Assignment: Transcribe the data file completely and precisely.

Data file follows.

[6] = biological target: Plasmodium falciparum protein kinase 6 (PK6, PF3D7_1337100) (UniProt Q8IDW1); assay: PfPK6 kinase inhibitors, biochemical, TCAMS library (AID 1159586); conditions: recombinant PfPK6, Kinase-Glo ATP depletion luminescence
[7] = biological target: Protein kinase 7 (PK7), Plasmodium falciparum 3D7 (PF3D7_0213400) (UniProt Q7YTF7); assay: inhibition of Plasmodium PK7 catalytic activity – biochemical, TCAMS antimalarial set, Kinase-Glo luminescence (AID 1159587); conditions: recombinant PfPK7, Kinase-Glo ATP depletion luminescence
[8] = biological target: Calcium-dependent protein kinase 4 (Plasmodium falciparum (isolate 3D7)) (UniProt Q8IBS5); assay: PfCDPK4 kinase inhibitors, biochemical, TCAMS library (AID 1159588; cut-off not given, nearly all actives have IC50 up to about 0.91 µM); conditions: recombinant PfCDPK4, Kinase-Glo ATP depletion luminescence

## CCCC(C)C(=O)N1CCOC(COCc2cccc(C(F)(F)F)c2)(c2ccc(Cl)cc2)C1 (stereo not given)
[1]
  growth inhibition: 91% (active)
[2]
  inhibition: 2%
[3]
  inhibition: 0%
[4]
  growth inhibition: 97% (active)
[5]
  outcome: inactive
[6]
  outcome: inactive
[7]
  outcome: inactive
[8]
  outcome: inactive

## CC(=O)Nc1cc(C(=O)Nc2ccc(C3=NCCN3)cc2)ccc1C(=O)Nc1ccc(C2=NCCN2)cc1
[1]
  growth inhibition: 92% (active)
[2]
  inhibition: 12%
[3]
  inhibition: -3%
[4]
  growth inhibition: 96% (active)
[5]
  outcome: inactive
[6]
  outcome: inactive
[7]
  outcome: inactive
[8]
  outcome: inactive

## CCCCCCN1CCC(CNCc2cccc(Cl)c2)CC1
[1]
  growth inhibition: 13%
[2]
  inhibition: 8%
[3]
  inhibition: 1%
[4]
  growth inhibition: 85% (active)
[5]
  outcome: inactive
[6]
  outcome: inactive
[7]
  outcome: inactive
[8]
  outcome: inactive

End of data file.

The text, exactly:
[6] = biological target: Plasmodium falciparum protein kinase 6 (PK6, PF3D7_1337100) (UniProt Q8IDW1); assay: PfPK6 kinase inhibitors, biochemical, TCAMS library (AID 1159586); conditions: recombinant PfPK6, Kinase-Glo ATP depletion luminescence
[7] = biological target: Protein kinase 7 (PK7), Plasmodium falciparum 3D7 (PF3D7_0213400) (UniProt Q7YTF7); assay: inhibition of Plasmodium PK7 catalytic activity – biochemical, TCAMS antimalarial set, Kinase-Glo luminescence (AID 1159587); conditions: recombinant PfPK7, Kinase-Glo ATP depletion luminescence
[8] = biological target: Calcium-dependent protein kinase 4 (Plasmodium falciparum (isolate 3D7)) (UniProt Q8IBS5); assay: PfCDPK4 kinase inhibitors, biochemical, TCAMS library (AID 1159588; cut-off not given, nearly all actives have IC50 up to about 0.91 µM); conditions: recombinant PfCDPK4, Kinase-Glo ATP depletion luminescence

## CCCC(C)C(=O)N1CCOC(COCc2cccc(C(F)(F)F)c2)(c2ccc(Cl)cc2)C1 (stereo not given)
[1]
  growth inhibition: 91% (active)
[2]
  inhibition: 2%
[3]
  inhibition: 0%
[4]
  growth inhibition: 97% (active)
[5]
  outcome: inactive
[6]
  outcome: inactive
[7]
  outcome: inactive
[8]
  outcome: inactive

## CC(=O)Nc1cc(C(=O)Nc2ccc(C3=NCCN3)cc2)ccc1C(=O)Nc1ccc(C2=NCCN2)cc1
[1]
  growth inhibition: 92% (active)
[2]
  inhibition: 12%
[3]
  inhibition: -3%
[4]
  growth inhibition: 96% (active)
[5]
  outcome: inactive
[6]
  outcome: inactive
[7]
  outcome: inactive
[8]
  outcome: inactive

## CCCCCCN1CCC(CNCc2cccc(Cl)c2)CC1
[1]
  growth inhibition: 13%
[2]
  inhibition: 8%
[3]
  inhibition: 1%
[4]
  growth inhibition: 85% (active)
[5]
  outcome: inactive
[6]
  outcome: inactive
[7]
  outcome: inactive
[8]
  outcome: inactive